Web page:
The evolution of the number plate for military vehicles is quite chequered. After the display of number plate was made compulsory in 1903 following the passage of the Motor Car Act, military vehicles used the same alphanumeric format of civilian vehicles.
However, at the onset of World War I, the government implemented a new format for military vehicles: a one digit code depicting the function of the vehicle (combat, medical, supply, etc.), followed by an upward pointing arrow, and finally, a five digit serial number.
The format stayed in place until 1921, when all military vehicles started using Middlesex area code coupled with both military and civilian registration marks.
The military format, however, differs between the Royal Air Force, Royal Navy and Army.
For the Air Force, the format is as follows: RAF plus a six digit number combination
For the Navy, the format is: a six digit combination followed by RN
For the Army, the format is: vehicle class followed by a six digit combination. The vehicle class include, among others, T for tanks, F for armoured vehicles and C for motorcycles.
In 1949, a new six character format was introduced. It featured 2 numbers, followed by 2 letters, and another 2 numbers.
For the RAF, the letters ranges between AA and AZ.
For the Navy, the letters are fixed at RN (which limited the number of vehicle registrations to just 10,000)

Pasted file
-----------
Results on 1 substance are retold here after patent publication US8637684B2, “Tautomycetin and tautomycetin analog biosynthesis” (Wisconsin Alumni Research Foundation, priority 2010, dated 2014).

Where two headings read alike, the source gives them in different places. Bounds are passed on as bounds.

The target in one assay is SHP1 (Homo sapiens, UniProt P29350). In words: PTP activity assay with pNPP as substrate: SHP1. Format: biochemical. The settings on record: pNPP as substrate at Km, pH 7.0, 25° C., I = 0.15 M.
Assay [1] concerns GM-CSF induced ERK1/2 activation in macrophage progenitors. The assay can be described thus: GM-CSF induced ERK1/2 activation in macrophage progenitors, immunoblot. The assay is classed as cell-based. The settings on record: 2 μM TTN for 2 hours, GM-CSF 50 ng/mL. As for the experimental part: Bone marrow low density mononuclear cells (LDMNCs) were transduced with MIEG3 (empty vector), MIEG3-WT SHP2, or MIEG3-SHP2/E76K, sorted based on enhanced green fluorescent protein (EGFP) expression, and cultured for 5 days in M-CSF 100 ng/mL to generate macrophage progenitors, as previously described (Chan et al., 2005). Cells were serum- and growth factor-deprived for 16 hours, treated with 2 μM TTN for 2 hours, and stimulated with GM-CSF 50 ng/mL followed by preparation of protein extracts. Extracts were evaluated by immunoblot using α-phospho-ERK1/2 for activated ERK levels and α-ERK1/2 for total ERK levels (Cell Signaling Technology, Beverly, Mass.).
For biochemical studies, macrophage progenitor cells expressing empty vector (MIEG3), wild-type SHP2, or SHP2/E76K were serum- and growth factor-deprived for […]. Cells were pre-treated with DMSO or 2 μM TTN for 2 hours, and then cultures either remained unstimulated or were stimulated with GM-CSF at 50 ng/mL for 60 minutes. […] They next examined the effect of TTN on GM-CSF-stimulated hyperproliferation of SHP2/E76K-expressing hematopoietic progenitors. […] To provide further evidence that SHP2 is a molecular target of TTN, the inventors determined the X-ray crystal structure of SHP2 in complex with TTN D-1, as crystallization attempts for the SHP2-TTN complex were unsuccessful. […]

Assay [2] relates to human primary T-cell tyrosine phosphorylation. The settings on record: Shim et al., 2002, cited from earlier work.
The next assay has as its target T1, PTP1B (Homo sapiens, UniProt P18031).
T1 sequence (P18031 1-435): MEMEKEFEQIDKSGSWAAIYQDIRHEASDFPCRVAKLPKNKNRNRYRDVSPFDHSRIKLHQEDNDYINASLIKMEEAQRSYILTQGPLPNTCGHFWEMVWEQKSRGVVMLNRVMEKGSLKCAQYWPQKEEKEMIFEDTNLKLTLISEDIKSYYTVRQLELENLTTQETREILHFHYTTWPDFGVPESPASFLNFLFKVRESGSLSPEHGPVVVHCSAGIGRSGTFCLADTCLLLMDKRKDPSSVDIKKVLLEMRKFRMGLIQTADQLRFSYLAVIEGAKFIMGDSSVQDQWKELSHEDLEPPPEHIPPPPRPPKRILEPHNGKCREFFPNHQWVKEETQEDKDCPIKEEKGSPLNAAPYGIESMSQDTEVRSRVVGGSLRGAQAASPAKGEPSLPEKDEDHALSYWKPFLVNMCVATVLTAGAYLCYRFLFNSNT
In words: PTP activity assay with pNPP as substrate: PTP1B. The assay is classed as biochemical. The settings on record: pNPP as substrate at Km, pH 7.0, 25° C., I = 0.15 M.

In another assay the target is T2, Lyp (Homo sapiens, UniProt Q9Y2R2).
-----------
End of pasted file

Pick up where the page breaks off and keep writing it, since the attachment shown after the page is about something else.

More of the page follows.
For the Army, the two letters can be of any combination in the alphabet, with the exception of the combinations used by the Navy and Air Force.
In 1983, the military implemented a single registration system for all branches of the military. The format is two numbers, two letters between KA to KZ, and another two numbers.
A new format was introduced in 1995 to cope with the growth of military vehicles. This time, the format is two letters beginning with AA, followed by two numbers, and closed by AA (fixed). [2 letters starting with AA] [2 numbers] [AA]
The final change occurred in 2004. It features two numbers, two letters (unlimited combination) and another two numbers. The letters and numbers are coloured silver and the plate has a black background.
Interestingly, vehicles from the American military stationed in UK adhere to an UK-specific number plate format not used anywhere else in the world. The plates feature a three or four letter military branch (e.g., USAF, USN, DOT, etc.) and a four or five digit serial number.
In case anyone is wondering, civilians are absolutely forbidden from using military number plate format. Falsely using fake military plates can lead to jail time.